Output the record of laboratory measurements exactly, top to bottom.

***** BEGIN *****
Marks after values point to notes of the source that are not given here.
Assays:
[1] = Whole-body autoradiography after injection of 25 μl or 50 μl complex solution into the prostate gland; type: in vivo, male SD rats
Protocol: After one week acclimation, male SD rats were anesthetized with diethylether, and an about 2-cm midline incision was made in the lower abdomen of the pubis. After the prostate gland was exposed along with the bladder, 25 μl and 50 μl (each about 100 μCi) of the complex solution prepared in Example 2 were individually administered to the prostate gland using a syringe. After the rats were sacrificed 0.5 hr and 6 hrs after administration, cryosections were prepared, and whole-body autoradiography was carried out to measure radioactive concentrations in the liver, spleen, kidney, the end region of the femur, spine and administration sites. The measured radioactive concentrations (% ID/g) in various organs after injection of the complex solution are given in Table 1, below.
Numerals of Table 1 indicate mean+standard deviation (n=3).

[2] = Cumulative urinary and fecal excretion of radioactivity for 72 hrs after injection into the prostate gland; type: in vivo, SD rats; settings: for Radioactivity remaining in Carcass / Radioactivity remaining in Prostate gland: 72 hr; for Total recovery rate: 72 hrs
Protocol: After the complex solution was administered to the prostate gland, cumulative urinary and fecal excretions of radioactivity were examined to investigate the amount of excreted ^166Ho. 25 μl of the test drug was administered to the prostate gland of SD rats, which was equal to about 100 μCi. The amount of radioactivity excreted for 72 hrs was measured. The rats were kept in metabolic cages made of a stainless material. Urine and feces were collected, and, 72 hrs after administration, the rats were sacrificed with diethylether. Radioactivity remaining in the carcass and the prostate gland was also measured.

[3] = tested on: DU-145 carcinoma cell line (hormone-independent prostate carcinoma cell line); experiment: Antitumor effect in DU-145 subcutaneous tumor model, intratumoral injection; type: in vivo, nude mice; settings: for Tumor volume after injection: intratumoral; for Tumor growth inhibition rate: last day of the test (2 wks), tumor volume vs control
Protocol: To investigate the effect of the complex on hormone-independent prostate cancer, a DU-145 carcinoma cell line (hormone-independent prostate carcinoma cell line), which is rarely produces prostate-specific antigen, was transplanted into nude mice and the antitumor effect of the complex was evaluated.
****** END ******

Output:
Marks after values point to notes of the source that are not given here.
Assays:
[1] = Whole-body autoradiography after injection of 25 μl or 50 μl complex solution into the prostate gland; type: in vivo, male SD rats
Protocol: After one week acclimation, male SD rats were anesthetized with diethylether, and an about 2-cm midline incision was made in the lower abdomen of the pubis. After the prostate gland was exposed along with the bladder, 25 μl and 50 μl (each about 100 μCi) of the complex solution prepared in Example 2 were individually administered to the prostate gland using a syringe. After the rats were sacrificed 0.5 hr and 6 hrs after administration, cryosections were prepared, and whole-body autoradiography was carried out to measure radioactive concentrations in the liver, spleen, kidney, the end region of the femur, spine and administration sites. The measured radioactive concentrations (% ID/g) in various organs after injection of the complex solution are given in Table 1, below.
Numerals of Table 1 indicate mean+standard deviation (n=3).

[2] = Cumulative urinary and fecal excretion of radioactivity for 72 hrs after injection into the prostate gland; type: in vivo, SD rats; settings: for Radioactivity remaining in Carcass / Radioactivity remaining in Prostate gland: 72 hr; for Total recovery rate: 72 hrs
Protocol: After the complex solution was administered to the prostate gland, cumulative urinary and fecal excretions of radioactivity were examined to investigate the amount of excreted ^166Ho. 25 μl of the test drug was administered to the prostate gland of SD rats, which was equal to about 100 μCi. The amount of radioactivity excreted for 72 hrs was measured. The rats were kept in metabolic cages made of a stainless material. Urine and feces were collected, and, 72 hrs after administration, the rats were sacrificed with diethylether. Radioactivity remaining in the carcass and the prostate gland was also measured.

[3] = tested on: DU-145 carcinoma cell line (hormone-independent prostate carcinoma cell line); experiment: Antitumor effect in DU-145 subcutaneous tumor model, intratumoral injection; type: in vivo, nude mice; settings: for Tumor volume after injection: intratumoral; for Tumor growth inhibition rate: last day of the test (2 wks), tumor volume vs control
Protocol: To investigate the effect of the complex on hormone-independent prostate cancer, a DU-145 carcinoma cell line (hormone-independent prostate carcinoma cell line), which is rarely produces prostate-specific antigen, was transplanted into nude mice and the antitumor effect of the complex was evaluated.